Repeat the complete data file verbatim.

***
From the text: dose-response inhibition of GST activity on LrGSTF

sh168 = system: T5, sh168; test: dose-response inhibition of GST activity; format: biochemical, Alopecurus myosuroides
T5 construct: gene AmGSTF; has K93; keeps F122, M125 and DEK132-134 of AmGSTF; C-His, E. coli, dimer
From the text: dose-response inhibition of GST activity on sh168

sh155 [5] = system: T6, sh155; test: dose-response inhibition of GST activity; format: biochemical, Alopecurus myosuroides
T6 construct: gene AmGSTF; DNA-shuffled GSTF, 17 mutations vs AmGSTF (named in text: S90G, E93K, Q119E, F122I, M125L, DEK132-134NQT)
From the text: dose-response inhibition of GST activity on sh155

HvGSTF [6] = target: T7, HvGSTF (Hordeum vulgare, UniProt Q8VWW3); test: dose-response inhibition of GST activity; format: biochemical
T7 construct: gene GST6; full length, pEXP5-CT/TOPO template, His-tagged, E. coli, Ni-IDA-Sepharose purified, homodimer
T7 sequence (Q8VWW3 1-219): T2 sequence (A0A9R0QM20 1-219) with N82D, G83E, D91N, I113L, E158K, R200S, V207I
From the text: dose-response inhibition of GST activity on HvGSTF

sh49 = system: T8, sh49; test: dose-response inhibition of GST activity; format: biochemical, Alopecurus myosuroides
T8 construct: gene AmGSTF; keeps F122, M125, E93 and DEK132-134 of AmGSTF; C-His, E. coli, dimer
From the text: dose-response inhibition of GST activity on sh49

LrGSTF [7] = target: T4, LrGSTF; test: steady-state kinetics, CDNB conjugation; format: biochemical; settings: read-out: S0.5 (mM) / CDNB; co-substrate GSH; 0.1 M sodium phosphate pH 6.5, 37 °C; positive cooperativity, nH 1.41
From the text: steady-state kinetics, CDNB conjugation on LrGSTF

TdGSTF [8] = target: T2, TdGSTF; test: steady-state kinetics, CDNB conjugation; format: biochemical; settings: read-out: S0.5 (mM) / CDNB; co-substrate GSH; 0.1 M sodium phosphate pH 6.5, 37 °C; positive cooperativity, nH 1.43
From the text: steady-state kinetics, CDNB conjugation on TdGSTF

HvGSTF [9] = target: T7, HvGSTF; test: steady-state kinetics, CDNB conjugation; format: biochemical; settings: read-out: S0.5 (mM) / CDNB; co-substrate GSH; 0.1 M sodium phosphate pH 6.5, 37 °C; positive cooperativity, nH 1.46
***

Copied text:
From the text: dose-response inhibition of GST activity on LrGSTF

sh168 = system: T5, sh168; test: dose-response inhibition of GST activity; format: biochemical, Alopecurus myosuroides
T5 construct: gene AmGSTF; has K93; keeps F122, M125 and DEK132-134 of AmGSTF; C-His, E. coli, dimer
From the text: dose-response inhibition of GST activity on sh168

sh155 [5] = system: T6, sh155; test: dose-response inhibition of GST activity; format: biochemical, Alopecurus myosuroides
T6 construct: gene AmGSTF; DNA-shuffled GSTF, 17 mutations vs AmGSTF (named in text: S90G, E93K, Q119E, F122I, M125L, DEK132-134NQT)
From the text: dose-response inhibition of GST activity on sh155

HvGSTF [6] = target: T7, HvGSTF (Hordeum vulgare, UniProt Q8VWW3); test: dose-response inhibition of GST activity; format: biochemical
T7 construct: gene GST6; full length, pEXP5-CT/TOPO template, His-tagged, E. coli, Ni-IDA-Sepharose purified, homodimer
T7 sequence (Q8VWW3 1-219): T2 sequence (A0A9R0QM20 1-219) with N82D, G83E, D91N, I113L, E158K, R200S, V207I
From the text: dose-response inhibition of GST activity on HvGSTF

sh49 = system: T8, sh49; test: dose-response inhibition of GST activity; format: biochemical, Alopecurus myosuroides
T8 construct: gene AmGSTF; keeps F122, M125, E93 and DEK132-134 of AmGSTF; C-His, E. coli, dimer
From the text: dose-response inhibition of GST activity on sh49

LrGSTF [7] = target: T4, LrGSTF; test: steady-state kinetics, CDNB conjugation; format: biochemical; settings: read-out: S0.5 (mM) / CDNB; co-substrate GSH; 0.1 M sodium phosphate pH 6.5, 37 °C; positive cooperativity, nH 1.41
From the text: steady-state kinetics, CDNB conjugation on LrGSTF

TdGSTF [8] = target: T2, TdGSTF; test: steady-state kinetics, CDNB conjugation; format: biochemical; settings: read-out: S0.5 (mM) / CDNB; co-substrate GSH; 0.1 M sodium phosphate pH 6.5, 37 °C; positive cooperativity, nH 1.43
From the text: steady-state kinetics, CDNB conjugation on TdGSTF

HvGSTF [9] = target: T7, HvGSTF; test: steady-state kinetics, CDNB conjugation; format: biochemical; settings: read-out: S0.5 (mM) / CDNB; co-substrate GSH; 0.1 M sodium phosphate pH 6.5, 37 °C; positive cooperativity, nH 1.46